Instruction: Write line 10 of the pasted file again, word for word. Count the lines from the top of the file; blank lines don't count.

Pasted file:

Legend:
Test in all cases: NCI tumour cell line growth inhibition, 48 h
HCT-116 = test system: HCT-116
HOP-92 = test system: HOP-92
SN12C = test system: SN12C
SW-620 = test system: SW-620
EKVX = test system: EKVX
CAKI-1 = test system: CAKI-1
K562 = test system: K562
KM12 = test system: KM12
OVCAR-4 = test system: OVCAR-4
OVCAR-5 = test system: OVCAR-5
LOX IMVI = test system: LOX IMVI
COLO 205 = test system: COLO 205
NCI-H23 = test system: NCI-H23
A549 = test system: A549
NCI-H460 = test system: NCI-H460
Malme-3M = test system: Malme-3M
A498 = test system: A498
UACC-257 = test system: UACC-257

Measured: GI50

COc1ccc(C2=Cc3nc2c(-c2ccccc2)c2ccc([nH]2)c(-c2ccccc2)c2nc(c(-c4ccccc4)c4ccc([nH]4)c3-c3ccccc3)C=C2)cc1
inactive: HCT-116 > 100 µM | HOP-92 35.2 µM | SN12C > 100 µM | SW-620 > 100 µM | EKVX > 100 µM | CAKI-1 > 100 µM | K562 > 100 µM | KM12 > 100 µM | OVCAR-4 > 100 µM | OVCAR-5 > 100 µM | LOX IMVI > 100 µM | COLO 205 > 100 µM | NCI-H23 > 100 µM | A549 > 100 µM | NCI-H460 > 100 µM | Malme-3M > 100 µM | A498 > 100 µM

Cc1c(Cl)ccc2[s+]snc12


KM12 = test system: KM12